The blend for the 2009 Pichon Lalande is dominated by Cabernet Sauvignon, somewhat unusual at this estate which usually has more Merlot in the blend. As stated previously, the Cabernet Sauvignon reached levels of ripeness and intensity of flavor in 2009 never seen before in Bordeaux! The final blend of 75% Cabernet Sauvignon, 20% Merlot, and 5% Petit Verdot and a pH of 3.8 combines the best of a vintage such as 1996, in terms of structure, freshness, and precision, with the best of 1982, in terms of opulence, power, unctuosity, and thickness. The opaque purple-colored 2009 exhibits an intoxicatingly intense nose of red and black fruits, subtle smoke, charcoal, forest floor, and a hint of flowers. Unusually full-bodied for a wine from this estate as well as unctuously textured, voluptuous, and incredibly pure and precise, this dazzling wine should be drinkable at an early age, and evolve for 30+ years. 96-98/100 Robert Parker Jr.
Wow. This has an incredible complexity on the nose of currant, spice, mineral and flowers. Full-bodied, with a great density of fruit and tannins, yet polished and beautiful. This could be the new 1982 from here. Made from 75 percent Cabernet Sauvignon, 20 percent Merlot and 5 percent Petit Verdot. 95-98/100 Wine Spectator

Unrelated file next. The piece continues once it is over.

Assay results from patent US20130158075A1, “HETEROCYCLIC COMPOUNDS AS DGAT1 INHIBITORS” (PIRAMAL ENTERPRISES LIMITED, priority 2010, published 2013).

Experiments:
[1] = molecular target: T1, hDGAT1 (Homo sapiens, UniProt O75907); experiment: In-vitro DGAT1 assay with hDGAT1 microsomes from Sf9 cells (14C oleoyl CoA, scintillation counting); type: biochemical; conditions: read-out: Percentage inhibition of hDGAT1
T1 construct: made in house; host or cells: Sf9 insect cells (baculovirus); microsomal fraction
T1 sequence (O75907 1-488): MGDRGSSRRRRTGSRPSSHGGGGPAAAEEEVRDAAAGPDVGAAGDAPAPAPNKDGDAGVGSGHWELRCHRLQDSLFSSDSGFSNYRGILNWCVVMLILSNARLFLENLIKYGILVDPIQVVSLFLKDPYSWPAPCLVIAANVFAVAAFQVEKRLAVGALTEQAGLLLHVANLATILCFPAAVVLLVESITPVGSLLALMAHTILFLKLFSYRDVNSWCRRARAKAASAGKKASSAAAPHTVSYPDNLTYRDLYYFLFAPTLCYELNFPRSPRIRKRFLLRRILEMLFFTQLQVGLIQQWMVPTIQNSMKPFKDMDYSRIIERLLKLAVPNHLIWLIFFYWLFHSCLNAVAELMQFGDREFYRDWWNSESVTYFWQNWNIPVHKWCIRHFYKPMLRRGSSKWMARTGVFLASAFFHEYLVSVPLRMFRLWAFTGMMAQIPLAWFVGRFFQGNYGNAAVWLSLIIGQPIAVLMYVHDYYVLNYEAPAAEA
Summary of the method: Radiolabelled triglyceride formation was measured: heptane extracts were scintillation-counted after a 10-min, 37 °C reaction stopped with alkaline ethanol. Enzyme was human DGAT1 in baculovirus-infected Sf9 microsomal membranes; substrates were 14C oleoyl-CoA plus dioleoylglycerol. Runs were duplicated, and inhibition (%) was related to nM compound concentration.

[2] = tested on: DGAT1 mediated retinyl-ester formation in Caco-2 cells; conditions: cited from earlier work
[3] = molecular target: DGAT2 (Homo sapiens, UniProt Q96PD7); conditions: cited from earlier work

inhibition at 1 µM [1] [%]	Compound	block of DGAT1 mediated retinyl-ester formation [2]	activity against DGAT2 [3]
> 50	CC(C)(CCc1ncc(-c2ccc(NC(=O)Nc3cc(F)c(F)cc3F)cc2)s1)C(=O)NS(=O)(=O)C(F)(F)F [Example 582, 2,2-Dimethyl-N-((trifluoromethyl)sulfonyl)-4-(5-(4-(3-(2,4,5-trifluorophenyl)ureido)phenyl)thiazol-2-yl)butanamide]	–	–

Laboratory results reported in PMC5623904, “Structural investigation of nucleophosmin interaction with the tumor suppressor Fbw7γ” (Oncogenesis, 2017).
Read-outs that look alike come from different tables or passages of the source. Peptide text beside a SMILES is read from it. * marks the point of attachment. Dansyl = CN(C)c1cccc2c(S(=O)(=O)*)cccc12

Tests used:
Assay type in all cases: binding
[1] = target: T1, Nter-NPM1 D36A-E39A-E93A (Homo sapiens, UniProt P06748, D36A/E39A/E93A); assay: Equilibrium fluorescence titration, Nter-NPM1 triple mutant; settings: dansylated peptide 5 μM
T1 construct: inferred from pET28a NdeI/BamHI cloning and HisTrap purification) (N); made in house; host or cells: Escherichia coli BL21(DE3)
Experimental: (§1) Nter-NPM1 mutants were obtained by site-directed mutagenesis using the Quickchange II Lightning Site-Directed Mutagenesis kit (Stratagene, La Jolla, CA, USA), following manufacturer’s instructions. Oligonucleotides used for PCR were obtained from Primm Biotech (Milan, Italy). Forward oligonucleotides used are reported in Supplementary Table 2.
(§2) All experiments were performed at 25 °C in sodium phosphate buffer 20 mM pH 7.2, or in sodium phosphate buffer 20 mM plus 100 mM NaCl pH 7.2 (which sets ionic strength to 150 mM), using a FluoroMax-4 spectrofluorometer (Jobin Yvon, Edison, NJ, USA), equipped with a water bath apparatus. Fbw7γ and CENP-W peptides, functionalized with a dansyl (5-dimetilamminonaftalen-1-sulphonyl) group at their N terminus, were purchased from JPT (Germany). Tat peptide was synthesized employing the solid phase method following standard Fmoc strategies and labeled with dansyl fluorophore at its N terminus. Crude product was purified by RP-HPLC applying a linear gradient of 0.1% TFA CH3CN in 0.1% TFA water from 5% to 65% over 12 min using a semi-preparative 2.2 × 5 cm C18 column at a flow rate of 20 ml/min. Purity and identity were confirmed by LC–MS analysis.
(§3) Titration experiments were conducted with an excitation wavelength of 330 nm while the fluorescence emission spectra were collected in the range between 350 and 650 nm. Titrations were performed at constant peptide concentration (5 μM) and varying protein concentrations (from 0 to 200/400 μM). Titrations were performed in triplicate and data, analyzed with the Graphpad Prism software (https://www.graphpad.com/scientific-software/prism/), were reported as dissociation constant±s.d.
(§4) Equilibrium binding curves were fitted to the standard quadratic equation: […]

Chateau Pichon Comtesse de Lalande is very classical and lovely with fragrant black currant/ herbgarden liquorice aromas, plenty of fruit sweetness, cedar oak and fine grained tannins. The tannins just folded into the wine. 94-96/100 Andrew Caillard, MW Langton's
Pauillac is Bordeaux’s most acclaimed appellation, the only one with three Premier Cru properties: Château Lafite-Rothschild, Château Mouton-Rothschild and Château Latour. These and other Pauillac chateaux produce robust, full-flavored and long-lived red wines made from Cabernet-based blends. Though winemaking techniques and microclimates vary throughout Pauillac, producing some variations in style, classic Pauillac wines have juicy flavors of blackcurrant and cedar, often with coffee, chocolate and graphite notes. Pauillac, part of the Médoc region on Bordeaux’s Left Bank, has gravelly and well-drained soils that force vines to grow long and strong roots. Struggling a bit for water, the vines produce grapes with high tannins and concentrated juices. Nearby rivers and the Atlantic Ocean modulate temperatures, preventing the grapes from ripening too quickly. Such grapes make powerful wines that may age and improve for decades. However, in Pauillac, as in other old-world wine regions, some winemakers are working to develop softer red wines that maintain the local wines’ traditional substance and flavors, but are more approachable immediately upon release.